Q Can you tell me anything about the village of Blanchland? - Bill Hutchinson, Chester-le-Street.

A Blanchland, situated in the Derwent valley, is said to take its name from the French word for white and that blanch refers to the white habits worn by Premonstratensian monks who once inhabited the abbey at Blanchland, which was founded in 1165.

Blanchland had one major disadvantage in that it was located in an area which was constantly ravaged by the Scots. On one occasion it is said that the Scots lost their way during an attempted raid in heavy fog. Unfortunately the rejoicing monks tolled the abbey bells in celebration and led the Scots straight to their prey.

In 1539 Henry VIII brought the monastery's life to an end in the Dissolution of the Monasteries. For a time Blanchland passed into the hands of the Radcliffe family and then it became the property of another Northumbrian family called the Forsters, of Bamburgh. Over time the monastery developed into a village. It was a later descendant of the Bamburgh family, Dorothy Forster, who married Lord Crewe, Bishop of Durham from 1674-1722 , who bought the estates of Bamburgh and Blanchland from the Forsters.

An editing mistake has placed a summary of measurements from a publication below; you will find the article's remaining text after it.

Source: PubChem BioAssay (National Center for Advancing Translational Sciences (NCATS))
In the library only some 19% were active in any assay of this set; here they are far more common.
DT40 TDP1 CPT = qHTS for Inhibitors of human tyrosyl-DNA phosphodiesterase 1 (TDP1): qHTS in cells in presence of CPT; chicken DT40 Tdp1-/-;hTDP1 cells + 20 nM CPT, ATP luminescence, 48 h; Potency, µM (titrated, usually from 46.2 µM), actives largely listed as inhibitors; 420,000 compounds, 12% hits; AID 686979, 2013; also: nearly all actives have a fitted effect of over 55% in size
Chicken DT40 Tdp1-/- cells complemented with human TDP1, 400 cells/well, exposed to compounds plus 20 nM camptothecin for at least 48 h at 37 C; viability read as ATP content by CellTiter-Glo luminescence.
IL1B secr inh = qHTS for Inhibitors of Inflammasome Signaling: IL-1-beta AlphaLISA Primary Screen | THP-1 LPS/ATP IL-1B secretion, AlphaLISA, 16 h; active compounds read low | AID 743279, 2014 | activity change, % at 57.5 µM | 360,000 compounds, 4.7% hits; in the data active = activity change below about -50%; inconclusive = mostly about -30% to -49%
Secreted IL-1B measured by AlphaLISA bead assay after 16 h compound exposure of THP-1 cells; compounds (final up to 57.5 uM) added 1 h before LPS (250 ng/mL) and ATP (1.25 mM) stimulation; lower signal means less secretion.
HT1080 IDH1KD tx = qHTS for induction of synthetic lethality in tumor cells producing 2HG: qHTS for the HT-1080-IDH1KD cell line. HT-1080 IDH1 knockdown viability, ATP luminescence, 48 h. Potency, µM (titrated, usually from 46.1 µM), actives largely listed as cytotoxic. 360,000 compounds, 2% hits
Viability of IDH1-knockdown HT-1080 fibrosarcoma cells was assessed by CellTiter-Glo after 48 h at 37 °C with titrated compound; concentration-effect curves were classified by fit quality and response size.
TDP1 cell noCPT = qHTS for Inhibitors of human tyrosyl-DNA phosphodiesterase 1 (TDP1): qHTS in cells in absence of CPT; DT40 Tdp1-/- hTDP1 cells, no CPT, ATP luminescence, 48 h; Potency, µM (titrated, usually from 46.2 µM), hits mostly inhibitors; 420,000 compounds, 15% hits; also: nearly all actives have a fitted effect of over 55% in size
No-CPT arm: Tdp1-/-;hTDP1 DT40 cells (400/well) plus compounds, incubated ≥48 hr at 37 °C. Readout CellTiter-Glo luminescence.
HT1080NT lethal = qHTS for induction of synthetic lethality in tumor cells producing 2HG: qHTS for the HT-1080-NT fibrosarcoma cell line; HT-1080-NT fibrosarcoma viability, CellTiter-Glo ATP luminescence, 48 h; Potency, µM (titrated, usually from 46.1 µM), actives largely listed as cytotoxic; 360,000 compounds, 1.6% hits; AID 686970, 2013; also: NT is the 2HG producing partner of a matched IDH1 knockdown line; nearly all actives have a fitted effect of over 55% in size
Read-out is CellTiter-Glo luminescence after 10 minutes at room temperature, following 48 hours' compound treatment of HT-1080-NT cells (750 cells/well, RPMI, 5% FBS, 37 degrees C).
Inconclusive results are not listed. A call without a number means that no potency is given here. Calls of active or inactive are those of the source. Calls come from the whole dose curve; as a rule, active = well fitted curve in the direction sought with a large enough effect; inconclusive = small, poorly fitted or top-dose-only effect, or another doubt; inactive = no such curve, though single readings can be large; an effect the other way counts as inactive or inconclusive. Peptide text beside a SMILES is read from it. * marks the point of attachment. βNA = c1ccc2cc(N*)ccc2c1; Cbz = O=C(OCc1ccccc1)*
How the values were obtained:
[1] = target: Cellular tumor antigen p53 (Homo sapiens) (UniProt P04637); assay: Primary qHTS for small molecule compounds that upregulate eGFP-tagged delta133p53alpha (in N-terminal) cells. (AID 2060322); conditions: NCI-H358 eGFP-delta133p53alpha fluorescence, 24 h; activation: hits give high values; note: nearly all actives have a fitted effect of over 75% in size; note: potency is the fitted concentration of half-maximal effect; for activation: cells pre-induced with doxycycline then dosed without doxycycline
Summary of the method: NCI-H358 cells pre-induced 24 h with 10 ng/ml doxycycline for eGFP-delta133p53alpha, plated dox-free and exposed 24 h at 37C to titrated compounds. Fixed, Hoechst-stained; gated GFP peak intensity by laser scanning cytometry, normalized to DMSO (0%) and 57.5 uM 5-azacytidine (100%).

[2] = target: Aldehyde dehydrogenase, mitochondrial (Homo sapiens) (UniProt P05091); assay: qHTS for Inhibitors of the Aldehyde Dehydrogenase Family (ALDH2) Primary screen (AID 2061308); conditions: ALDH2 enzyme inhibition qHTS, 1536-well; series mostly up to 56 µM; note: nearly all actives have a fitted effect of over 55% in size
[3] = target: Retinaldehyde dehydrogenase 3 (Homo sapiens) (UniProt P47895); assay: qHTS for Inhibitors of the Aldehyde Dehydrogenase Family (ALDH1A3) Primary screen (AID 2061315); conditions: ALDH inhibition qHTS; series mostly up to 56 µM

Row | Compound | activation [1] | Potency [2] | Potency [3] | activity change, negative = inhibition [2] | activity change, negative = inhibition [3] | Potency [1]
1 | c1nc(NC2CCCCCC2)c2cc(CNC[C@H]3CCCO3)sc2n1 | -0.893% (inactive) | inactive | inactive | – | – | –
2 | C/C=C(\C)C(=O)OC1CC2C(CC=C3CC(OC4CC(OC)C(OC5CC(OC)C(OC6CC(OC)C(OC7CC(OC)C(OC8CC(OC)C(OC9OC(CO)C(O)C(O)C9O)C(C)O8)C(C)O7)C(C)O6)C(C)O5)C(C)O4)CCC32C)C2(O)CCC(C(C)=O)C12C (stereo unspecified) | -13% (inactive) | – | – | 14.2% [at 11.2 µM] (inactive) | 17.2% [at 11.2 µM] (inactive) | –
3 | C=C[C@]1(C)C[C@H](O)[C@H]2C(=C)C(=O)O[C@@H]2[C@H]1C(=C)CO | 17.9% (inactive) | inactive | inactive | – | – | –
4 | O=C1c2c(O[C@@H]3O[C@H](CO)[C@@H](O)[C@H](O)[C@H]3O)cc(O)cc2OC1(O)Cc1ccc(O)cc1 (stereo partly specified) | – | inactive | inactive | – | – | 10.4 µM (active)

Crewe's nephew was Tom Forster the leader of the ill-fated Jacobite Rebellion of 1715, a Catholic plot to install James Stuart, the Old Pretender, as King of England instead of the Hanoverian, George I. Tom Forster was eventually captured at Preston in Lancashire and he was imprisoned at Newgate in London.

By this time the old abbey of Blanchland had fallen into ruin, although parts of the building had been converted into homes. The Blanchland abbots' lodging, guesthouse and kitchen had become Blanchland Manor House and today it is the Lord Crewe Arms.

Crewe set up a trust for the protection of the village and during the 18th century his trustees set about the redevelopment of the village. The result is a wonderful mixture of medieval masonry and Georgian development.

In Sir Nicholas Pevsner's Northumberland volume of the Buildings of England, Blanchland is described as a metamorphosis rather than a full scale rebuilding of monastic buildings. One of the most notable aspects of the village is the church of St Mary. It was originally the abbey church and parts date from the early 13th century.

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